Report: EPA Limiting Use Of Dicamba Herbicide As More Farmers Report Crop Damage

U.S. PIRG Education Fund


Kara Cook-Schultz

U.S. PIRG Toxics Program Director

303-573-5995, ext. 329


Annalise Dobbelstein

U.S. PIRG Field Organizer

[email protected]

Washington, D.C.: The Environmental Protection Agency (EPA) just announced today that they will be limiting the use of the herbicide dicamba. U.S. PIRG Education Fund is in support of any EPA policy proposal that would limit or ban the use of this pesticide.

Dicamba is an herbicide used for weed control in soybeans and cotton crops. Monsanto introduced the use of the genetically modified dicamba-resistant seeds in 2016. Using these seeds, a farmer can spray the weed-killer directly onto the crop — killing the weeds but not the soybean plant. Dicamba-Ready crops, already in use and on the market, did not go through the regular independent testing procedures, and their approval went unchallenged by the EPA and many state regulators. After Dicamba-Ready seeds hit the market, the use of dicamba skyrocketed.

Under this new deal the EPA is requiring dicamba products to be labeled as “restricted use,” beginning with the 2018 growing season. These new rules will limit when and how the pesticide will be sprayed – taking into account the time of day and the wind speed (winds below 10 MPH.) Farmers will now also be required to maintain specific records showing their compliance with the new restrictions.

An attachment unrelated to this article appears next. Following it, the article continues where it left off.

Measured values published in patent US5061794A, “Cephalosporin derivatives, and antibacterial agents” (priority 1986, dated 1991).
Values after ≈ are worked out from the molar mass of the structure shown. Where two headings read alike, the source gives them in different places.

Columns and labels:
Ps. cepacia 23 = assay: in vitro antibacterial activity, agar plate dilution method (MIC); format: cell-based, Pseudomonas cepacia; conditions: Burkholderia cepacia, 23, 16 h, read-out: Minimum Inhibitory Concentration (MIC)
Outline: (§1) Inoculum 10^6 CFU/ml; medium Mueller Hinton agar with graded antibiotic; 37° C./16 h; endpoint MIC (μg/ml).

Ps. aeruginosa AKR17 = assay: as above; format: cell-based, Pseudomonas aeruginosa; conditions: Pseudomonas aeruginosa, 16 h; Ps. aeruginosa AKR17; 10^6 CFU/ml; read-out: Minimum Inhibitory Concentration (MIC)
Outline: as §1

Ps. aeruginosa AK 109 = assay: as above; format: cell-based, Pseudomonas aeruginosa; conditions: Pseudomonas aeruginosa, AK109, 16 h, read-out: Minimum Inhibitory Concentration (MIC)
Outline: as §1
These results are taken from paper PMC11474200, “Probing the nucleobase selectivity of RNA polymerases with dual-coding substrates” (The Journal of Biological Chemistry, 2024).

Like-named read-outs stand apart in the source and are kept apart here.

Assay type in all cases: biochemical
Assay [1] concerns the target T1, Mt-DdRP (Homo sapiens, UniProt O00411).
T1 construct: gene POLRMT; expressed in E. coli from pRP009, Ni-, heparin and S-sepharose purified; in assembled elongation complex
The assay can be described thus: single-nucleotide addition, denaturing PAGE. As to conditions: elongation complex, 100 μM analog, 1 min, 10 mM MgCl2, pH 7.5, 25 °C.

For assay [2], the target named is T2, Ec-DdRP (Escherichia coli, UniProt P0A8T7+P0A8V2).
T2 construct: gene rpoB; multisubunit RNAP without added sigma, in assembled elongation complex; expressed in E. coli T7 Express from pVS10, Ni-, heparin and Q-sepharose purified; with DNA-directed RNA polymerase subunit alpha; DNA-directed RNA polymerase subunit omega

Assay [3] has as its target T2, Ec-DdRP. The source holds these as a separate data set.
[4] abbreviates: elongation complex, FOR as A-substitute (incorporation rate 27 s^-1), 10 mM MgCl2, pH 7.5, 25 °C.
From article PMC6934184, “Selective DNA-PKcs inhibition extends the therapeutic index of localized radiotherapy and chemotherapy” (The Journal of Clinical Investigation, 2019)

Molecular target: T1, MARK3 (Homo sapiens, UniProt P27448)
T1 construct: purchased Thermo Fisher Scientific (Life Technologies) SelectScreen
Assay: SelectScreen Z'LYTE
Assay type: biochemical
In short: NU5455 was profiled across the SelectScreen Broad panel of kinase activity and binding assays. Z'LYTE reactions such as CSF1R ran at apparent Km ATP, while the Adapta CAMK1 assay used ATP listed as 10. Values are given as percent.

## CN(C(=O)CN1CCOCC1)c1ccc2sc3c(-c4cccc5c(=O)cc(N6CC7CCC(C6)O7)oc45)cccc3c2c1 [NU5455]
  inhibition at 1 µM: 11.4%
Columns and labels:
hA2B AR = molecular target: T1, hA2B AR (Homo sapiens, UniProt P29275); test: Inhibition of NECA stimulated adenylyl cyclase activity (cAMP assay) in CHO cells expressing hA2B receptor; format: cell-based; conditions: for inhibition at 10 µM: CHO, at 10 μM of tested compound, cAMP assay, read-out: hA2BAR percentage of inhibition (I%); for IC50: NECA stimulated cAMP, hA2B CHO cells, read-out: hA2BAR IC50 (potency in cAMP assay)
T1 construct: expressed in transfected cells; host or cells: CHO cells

These new requirements come at a time when many farmers have begun reporting total crop loss from drifting dicamba. Last year in Arkansas, of the one million acres of dicamba ready soybeans planted, 200,000 acres were damaged. Since mid July, at least 2.5 million acres have been damaged in this past growing season, according to the University of Missouri. And in response, Arkansas and Missouri put temporary bans on dicamba.

The EPA should now ban the use of dicamba. With little to no control of where the pesticide goes, it can have lasting effects on our crops. Public health is also at risk. With the chemicals spreading onto neighboring farms, we have no assurance that the pesticide is not also spreading to homes, schools and playgrounds as well.

Kara Cook-Schultz, U.S. PIRG Toxics Director stated, “The EPA should ban the use of this pesticide. Dicamba spray is drifting over unknown acres of America, threatening the livelihood of farmers and the health of neighboring communities.”

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U.S. PIRG Education Fund, the U.S. Public Interest Research Group, is a consumer group that stands up to powerful interests whenever they threaten our health and safety, our financial security, or our right to fully participate in our democratic society.